Share of industry in gross value added and employment

  • Industry accounts for 16% of gross value added and 12% of employment

    In 2020, industry in the Flemish Region accounted for a share of 15.8% of the overall gross value added and 12.4% of overall employment.

    Between 2005 and 2020, the importance of industry decreased both in terms of gross value added and employment. The share in the gross value added dropped by 5.1 percentage points between 2005 and 2020. The decrease was strongest up to 2009 (financial-economic crisis). The decrease was less important in subsequent years.

    The share in employment dropped by 4.7 percentage points, a decrease which also occurred more gradually over time.

    It was mainly the investment goods sector (production of electric and electronic equipment, machines, devices and tools and transport equipment) that lost importance. For the consumer goods (food and clothing) and intermediary goods sectors (chemistry, pharmaceutical, metal industry) there was no drop (gross value added) or the drop was less pronounced (overall employment).

  • Importance of industry in the Flemish Region in line with European average

    In 2017, the share of the Flemish Region’s industry in the gross value added was 16.6%. With 14.6%, the Walloon Region had a lesser share while in the Brussels-Capital Region, with its typical service economy, that share was much lower (2.5%). The share of industry in employment shows a similar pattern for the three regions: 12.6% in the Flemish Region compared with 10.3% in the Walloon Region and 2.7% in the Brussels-Capital Region.

    In 2017, the difference between the Flemish Region and the average of the European Union (EU27/EU28) was not very large, with a slightly lower share of industry for the EU in gross value added along with a higher share for the EU in employment.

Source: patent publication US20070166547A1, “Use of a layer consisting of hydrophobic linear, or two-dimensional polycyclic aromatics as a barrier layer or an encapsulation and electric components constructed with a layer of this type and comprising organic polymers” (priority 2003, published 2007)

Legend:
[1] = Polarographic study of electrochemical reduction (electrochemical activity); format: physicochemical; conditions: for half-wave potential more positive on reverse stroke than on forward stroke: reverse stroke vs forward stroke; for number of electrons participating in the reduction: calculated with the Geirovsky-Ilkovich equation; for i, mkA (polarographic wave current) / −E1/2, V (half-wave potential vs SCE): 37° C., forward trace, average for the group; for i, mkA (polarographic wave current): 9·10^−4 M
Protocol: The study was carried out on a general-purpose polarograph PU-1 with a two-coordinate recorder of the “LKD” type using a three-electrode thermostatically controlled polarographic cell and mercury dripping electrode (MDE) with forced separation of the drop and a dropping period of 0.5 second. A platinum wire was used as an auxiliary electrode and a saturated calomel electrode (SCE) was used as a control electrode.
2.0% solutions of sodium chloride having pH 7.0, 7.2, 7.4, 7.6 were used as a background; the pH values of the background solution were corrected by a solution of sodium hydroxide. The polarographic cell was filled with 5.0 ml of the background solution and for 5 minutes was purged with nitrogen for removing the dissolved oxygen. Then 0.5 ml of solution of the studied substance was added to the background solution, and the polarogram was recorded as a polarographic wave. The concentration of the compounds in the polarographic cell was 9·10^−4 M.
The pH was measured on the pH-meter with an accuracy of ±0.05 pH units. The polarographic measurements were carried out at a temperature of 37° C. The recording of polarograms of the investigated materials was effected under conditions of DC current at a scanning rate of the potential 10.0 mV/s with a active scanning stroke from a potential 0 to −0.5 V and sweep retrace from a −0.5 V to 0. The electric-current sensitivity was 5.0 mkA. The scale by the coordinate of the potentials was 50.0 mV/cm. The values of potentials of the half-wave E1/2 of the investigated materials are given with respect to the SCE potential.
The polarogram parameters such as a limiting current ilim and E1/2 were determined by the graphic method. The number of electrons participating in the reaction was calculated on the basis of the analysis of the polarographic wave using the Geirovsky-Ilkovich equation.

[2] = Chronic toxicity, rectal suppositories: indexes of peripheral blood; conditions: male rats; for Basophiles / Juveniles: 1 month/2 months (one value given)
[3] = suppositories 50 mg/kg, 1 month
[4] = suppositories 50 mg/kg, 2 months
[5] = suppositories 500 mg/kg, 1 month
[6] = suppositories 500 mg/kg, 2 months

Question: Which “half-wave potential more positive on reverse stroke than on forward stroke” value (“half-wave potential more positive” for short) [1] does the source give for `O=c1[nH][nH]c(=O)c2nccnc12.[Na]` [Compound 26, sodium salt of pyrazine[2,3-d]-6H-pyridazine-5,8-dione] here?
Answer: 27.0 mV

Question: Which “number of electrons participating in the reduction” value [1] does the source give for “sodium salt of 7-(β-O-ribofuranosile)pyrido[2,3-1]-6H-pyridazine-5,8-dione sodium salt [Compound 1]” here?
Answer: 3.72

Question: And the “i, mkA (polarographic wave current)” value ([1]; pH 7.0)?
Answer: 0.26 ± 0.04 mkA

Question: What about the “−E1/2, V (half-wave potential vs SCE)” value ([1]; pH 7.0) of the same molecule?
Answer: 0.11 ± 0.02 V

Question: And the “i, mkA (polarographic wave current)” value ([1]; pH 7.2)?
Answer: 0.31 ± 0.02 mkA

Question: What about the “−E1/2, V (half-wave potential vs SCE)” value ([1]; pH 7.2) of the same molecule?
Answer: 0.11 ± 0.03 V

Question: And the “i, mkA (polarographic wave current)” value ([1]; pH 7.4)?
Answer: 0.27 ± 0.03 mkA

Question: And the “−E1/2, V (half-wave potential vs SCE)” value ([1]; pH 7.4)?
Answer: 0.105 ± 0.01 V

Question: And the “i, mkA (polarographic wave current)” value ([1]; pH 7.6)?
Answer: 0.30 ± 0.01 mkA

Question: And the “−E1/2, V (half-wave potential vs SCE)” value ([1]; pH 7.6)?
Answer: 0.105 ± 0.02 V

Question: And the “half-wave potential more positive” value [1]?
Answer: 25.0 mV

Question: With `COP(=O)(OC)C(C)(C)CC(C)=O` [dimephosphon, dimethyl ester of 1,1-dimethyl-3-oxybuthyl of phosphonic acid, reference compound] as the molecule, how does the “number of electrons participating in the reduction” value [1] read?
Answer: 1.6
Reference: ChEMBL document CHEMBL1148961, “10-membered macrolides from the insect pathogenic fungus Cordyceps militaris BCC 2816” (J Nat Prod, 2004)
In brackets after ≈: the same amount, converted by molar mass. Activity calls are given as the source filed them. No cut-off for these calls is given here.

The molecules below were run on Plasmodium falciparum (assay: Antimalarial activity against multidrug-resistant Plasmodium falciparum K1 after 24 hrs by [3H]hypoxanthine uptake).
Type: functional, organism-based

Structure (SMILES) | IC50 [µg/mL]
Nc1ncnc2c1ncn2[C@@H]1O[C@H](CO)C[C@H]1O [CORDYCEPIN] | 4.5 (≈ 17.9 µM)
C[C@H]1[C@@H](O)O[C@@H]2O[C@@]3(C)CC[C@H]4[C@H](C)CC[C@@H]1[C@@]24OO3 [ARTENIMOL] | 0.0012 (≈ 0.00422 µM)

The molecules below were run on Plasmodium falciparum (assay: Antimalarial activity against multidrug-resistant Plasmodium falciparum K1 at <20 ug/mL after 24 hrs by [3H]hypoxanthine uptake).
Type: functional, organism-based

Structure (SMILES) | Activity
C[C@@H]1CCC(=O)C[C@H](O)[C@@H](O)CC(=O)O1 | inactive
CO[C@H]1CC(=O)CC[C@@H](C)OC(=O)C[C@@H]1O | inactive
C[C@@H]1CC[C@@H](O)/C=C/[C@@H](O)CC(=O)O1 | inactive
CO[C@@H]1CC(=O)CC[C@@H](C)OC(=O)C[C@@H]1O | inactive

Industry is clearly more important in the economies of the Eastern European countries. The Czech Republic in particular performed well by both criteria. As for the neighbouring countries, Germany’s industry registered an important part in its gross value added and employment. In France and the Netherlands, industry was relatively less important than in the Flemish Region.


Institute of National Accounts (INR): Regional accounts 
Eurostat: National Accounts – detailed breakdowns 


Gross value added:  the difference between the market value of the goods and services produced in one year and the market value of the goods and services used in the production process. 
Industry: the industry sector includes the extraction of minerals and the processing industry but not petroleum refining. 
Employment:  the total number of persons (salaried and self-employed) working in a country or region. 

Publication date

12 January 2021

Next update

September 2021

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